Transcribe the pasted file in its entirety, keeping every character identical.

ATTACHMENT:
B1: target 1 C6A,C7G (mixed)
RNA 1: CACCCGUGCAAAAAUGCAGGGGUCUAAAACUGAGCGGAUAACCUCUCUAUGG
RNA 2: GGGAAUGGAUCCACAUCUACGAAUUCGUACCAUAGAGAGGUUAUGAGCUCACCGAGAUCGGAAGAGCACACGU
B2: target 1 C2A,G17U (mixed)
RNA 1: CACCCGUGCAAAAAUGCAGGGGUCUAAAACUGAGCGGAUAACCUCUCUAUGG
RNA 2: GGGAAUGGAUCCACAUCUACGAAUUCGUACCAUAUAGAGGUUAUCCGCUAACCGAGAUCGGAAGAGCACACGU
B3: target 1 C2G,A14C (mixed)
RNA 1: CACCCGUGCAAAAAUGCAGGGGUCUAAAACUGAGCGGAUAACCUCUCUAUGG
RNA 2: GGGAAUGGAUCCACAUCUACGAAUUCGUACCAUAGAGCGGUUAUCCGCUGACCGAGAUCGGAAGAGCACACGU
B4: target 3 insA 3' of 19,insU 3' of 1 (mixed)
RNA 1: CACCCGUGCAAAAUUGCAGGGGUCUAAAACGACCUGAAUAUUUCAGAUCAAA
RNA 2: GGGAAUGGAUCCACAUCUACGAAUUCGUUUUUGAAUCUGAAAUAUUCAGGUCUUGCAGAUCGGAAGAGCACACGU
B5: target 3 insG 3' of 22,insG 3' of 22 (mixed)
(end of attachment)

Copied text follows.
B1: target 1 C6A,C7G (mixed)
RNA 1: CACCCGUGCAAAAAUGCAGGGGUCUAAAACUGAGCGGAUAACCUCUCUAUGG
RNA 2: GGGAAUGGAUCCACAUCUACGAAUUCGUACCAUAGAGAGGUUAUGAGCUCACCGAGAUCGGAAGAGCACACGU
B2: target 1 C2A,G17U (mixed)
RNA 1: CACCCGUGCAAAAAUGCAGGGGUCUAAAACUGAGCGGAUAACCUCUCUAUGG
RNA 2: GGGAAUGGAUCCACAUCUACGAAUUCGUACCAUAUAGAGGUUAUCCGCUAACCGAGAUCGGAAGAGCACACGU
B3: target 1 C2G,A14C (mixed)
RNA 1: CACCCGUGCAAAAAUGCAGGGGUCUAAAACUGAGCGGAUAACCUCUCUAUGG
RNA 2: GGGAAUGGAUCCACAUCUACGAAUUCGUACCAUAGAGCGGUUAUCCGCUGACCGAGAUCGGAAGAGCACACGU
B4: target 3 insA 3' of 19,insU 3' of 1 (mixed)
RNA 1: CACCCGUGCAAAAUUGCAGGGGUCUAAAACGACCUGAAUAUUUCAGAUCAAA
RNA 2: GGGAAUGGAUCCACAUCUACGAAUUCGUUUUUGAAUCUGAAAUAUUCAGGUCUUGCAGAUCGGAAGAGCACACGU
B5: target 3 insG 3' of 22,insG 3' of 22 (mixed)